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The Manufacturer's Agenda: In Search of Stable Ground

June 22, 2022
Market volatility and inflation were positive forces for manufacturing profits in 2021, but chaos makes planning difficult.

In the late ’90s boom years, investing in tech stocks was simple. Money-losing companies became worth billions overnight, and the ones that managed to swing a profit were worth even more. With my meager savings, I bought a handful of shares of Advanced Micro Devices (No. 93 on this year’s IW U.S. 500, see page 10). AMD had great computer chip designs in the late ’90s but couldn’t produce in profitable volumes. From 1996 to 1999, it lost $283 million.

I (correctly) assumed that AMD had learned from its mistakes. The 1999 Athlon chip launch succeeded where the K5 and K6 failed, and AMD swung from four years of losses to a nearly $1 billion profit in 2000. (Full disclosure, I no longer own AMD shares or direct stock in any manufacturing company.) Those were early days in internet investing, with message boards and chat sites offering fact, speculation, opinion and deception. Today’s hyper-aggressive dudes trying to convince you to buy crypto and NFTs? Their predecessors were hyping tech stocks on Yahoo and AOL message boards.

AMD shares fluctuated wildly in those days as investors reacted to real news and whispered rumors. When a shareholder complained of whiplash, one of the more aggressive hype men said tech was for people looking for high risk and higher rewards. If you wanted stability, invest in energy.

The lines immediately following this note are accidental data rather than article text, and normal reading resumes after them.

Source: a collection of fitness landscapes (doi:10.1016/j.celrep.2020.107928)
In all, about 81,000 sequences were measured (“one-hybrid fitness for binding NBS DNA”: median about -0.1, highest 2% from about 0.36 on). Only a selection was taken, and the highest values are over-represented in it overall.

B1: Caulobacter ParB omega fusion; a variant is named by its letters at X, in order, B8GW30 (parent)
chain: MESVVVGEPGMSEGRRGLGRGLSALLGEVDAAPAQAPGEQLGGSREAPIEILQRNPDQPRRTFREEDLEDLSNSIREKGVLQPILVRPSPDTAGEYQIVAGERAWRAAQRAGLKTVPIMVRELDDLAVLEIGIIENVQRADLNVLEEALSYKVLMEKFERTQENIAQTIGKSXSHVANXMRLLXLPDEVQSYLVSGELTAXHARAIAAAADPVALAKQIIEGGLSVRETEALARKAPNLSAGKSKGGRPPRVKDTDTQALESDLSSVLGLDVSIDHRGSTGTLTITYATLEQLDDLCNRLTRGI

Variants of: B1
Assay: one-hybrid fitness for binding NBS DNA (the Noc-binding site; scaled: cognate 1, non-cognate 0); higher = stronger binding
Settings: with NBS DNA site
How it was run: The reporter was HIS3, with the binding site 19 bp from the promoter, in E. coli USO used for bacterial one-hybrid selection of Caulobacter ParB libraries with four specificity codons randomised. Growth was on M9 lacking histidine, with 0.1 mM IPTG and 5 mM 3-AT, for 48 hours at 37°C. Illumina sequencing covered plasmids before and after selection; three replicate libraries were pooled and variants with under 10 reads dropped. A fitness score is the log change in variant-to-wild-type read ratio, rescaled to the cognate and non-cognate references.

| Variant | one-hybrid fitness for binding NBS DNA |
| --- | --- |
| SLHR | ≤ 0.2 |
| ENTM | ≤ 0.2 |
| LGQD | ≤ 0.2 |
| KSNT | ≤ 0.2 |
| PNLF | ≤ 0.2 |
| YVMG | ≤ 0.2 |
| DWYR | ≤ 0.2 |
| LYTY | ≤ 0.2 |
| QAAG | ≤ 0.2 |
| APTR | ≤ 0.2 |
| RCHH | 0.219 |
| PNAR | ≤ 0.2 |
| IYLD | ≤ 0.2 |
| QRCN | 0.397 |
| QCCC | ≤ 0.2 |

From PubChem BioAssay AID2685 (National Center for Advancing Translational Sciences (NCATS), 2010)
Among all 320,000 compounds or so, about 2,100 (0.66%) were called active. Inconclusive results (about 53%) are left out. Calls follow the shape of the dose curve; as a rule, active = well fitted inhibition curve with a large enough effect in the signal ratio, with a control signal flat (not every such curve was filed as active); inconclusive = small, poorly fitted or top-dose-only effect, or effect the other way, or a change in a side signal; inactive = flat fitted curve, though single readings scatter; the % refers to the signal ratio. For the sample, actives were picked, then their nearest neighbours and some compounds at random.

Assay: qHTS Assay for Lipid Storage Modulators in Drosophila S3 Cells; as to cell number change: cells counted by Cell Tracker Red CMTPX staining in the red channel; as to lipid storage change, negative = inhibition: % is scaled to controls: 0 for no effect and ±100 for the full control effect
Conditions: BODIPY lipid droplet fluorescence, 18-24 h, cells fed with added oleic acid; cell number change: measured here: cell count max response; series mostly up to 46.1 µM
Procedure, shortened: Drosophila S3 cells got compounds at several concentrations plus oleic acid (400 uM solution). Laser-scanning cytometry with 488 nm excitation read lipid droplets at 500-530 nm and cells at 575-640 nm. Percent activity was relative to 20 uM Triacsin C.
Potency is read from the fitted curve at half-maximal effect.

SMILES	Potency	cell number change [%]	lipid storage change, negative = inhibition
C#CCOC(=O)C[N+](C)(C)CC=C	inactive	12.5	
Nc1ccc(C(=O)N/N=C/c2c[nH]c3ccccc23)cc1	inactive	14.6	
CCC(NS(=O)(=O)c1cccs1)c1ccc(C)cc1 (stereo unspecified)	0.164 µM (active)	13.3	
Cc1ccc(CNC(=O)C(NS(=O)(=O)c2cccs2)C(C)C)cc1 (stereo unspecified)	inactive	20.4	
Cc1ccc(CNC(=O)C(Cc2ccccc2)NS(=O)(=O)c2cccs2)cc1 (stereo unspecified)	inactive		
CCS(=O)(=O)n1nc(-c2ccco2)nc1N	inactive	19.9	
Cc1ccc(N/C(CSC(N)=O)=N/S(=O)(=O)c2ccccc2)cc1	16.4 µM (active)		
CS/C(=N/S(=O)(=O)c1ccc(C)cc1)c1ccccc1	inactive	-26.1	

I wonder what that early internet troll would think about today’s energy market. As I collected data for this year’s IW 500, the dominance of energy stocks was clear. When you produce something that shoots up in value, you make more money—no real surprise there. But the scale of gains has been dramatic, even if predictable.

Oil companies sold $1.2 trillion worth of goods in 2021, up nearly $500 billion from the previous year. Exxon Mobil, Chevron, Marathon and others earned a collective $98 billion. Those massive gains led to calls for a windfall tax on oil profits in Washington as lawmakers looked for someone to blame for rampant inflation.

You probably didn’t hear calls for windfall tax refunds to oil companies in 2020 when they lost a collective $120 billion—as lockdowns stopped people from driving, and the future price of oil was negative for a brief period.

Anyone expecting stability this year hasn’t been paying attention. Inflation that rose sharply throughout 2021 has spiked even more this year. Add to 2021’s challenges Russia’s invasion of Ukraine, an early and devastating start to the wildfire season and continued supply chain catastrophes, such as the one that led to infant formula shortages.

Overall results from this year’s IW U.S. 500 are overwhelmingly positive, and critical manufacturers have expressed guarded optimism for the rest of the year. Automakers expect chip shortages to ease, allowing them to boost production, for example.

But, the inflationary forces that drove growth appear to be hampering some sectors of the economy as well. With energy stocks fluctuating more wildly than tech, stability could be the scarcest commodity in the world this year.

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